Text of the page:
Posts Tagged ‘assam’
Saturday 2nd January 2010 09.00 IST
Boxofficeindia.Com Trade Network
The three new releases of the week Accident On Hill Road, Bolo Raam and Raat Gayi Baat Gayi all opened to a dull response at the box office.
Three Idiots has unparalleled first week business of around 80 crore nett. All circuit records have been torn apart from Bihar, Orissa and Assam. The eighth day is off to a huge start and is like a first Sunday of big ticket films. ALL TIME BLOCKBUSTER
Rocket Singh – Salesman Of The Year fell in week three and will end its business on around 20 crore nett. BELOW AVERAGE
Paa dropped in week four with around 1.25 crore nett business. The four week total is around 30 crore nett. SEMI HIT
Ritesh Deshmukh has plans to launch a chain of tea centres, the first of which will open in Mumbai. The chain will then spread to other major cities in India.
Ritesh got this idea from the numerous café chains in the city. His tea centre will be called Chai Piyo Ji and will house national and international varieties of tea. Our source said, “Ritesh has taken a special interest in designing the centre as he has studied architecture. The first centre will be ready by early next year in South Mumbai. He then plans a tie-up with a firm to take care of the chain. He has also hired a company to execute this project. The tea centre will have varieties of tea from Assam, green teas and masala chais.”
Ritesh spoke at length about his new venture. He said, “I have had this idea for over two years now, but I decided to work on it soon after we began shooting for Aladin. The first day of the shoot was held in a college canteen set. Interestingly, the canteen was called Chai Piyo Ji. I loved the name; I thought it was cool and unique, so I took permission of the guys there to use it. After that I got the trademark and registered the name and logo. Now I am really working hard on it.”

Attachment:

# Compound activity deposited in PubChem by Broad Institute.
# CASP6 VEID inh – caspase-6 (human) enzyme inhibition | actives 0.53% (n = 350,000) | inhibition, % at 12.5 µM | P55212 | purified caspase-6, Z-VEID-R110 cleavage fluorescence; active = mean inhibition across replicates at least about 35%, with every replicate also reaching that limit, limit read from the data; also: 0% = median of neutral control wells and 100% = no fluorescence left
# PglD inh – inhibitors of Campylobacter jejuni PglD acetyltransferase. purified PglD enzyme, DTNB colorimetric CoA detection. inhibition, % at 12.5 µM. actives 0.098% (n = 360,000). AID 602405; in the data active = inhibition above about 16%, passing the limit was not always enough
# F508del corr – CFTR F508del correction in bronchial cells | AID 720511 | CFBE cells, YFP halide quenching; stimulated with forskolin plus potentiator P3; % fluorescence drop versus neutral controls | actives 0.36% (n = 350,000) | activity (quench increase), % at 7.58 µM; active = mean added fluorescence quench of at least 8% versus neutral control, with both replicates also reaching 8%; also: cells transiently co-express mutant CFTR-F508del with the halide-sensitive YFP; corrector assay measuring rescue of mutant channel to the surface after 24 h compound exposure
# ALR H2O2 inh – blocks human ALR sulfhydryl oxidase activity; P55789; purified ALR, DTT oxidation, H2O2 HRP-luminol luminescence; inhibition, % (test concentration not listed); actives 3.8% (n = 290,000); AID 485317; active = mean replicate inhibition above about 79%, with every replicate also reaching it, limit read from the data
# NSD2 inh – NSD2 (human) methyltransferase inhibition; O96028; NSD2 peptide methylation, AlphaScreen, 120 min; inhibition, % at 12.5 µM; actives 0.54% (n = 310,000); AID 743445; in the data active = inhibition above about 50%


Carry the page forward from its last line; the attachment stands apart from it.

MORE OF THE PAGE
Which firm is he planning to tie up with? “I am open to all options right now,” said Ritesh. “I still am looking at how to go about it. Right now, I want the first place to be my own and then a certain business module, which is being worked out, will be put in place.”
Talking about his choice of chai, Ritesh said, “I personally drink green tea for health reasons. I am not into tea with milk but Fardeen (Khan) gave me quite a few options. He told me to include different flavours and types of tea from all over the world. It will be quite a task to have them all under one roof.”
MARK MANUEL Times News Network (BOMBAY TIMES; October 25, 2009)
It’s funny, with a daughter like the lovely international actress Nandana Sen, you would have thought Nobel Prize economist Prof. Amartya Sen would be well informed about cinema. But he’s not. He knows just about five people connected with filmmaking. And these he counted for me with much difficulty and some prompting from Nandana. “I knew Satyajit Ray extremely well,” he began, “he and I studied at Santiniketan. I had huge admiration for him. And I know Mira Nair, Shyam Benegal, and, and… what’s his name, Mrinal Sen! I do know Nandita Das and like her films, also. And I met… what’s the name of the guy who acted with you in Rang Rasiya… I shook his hand? Randeep Hooda? Yes, I met him. I also met Amitabh Bachchan, whom I don’t know, and Shabana Azmi, who’s an old friend. I used to like her father’s poetry and now, I like her husband’s. And Salman Khan…”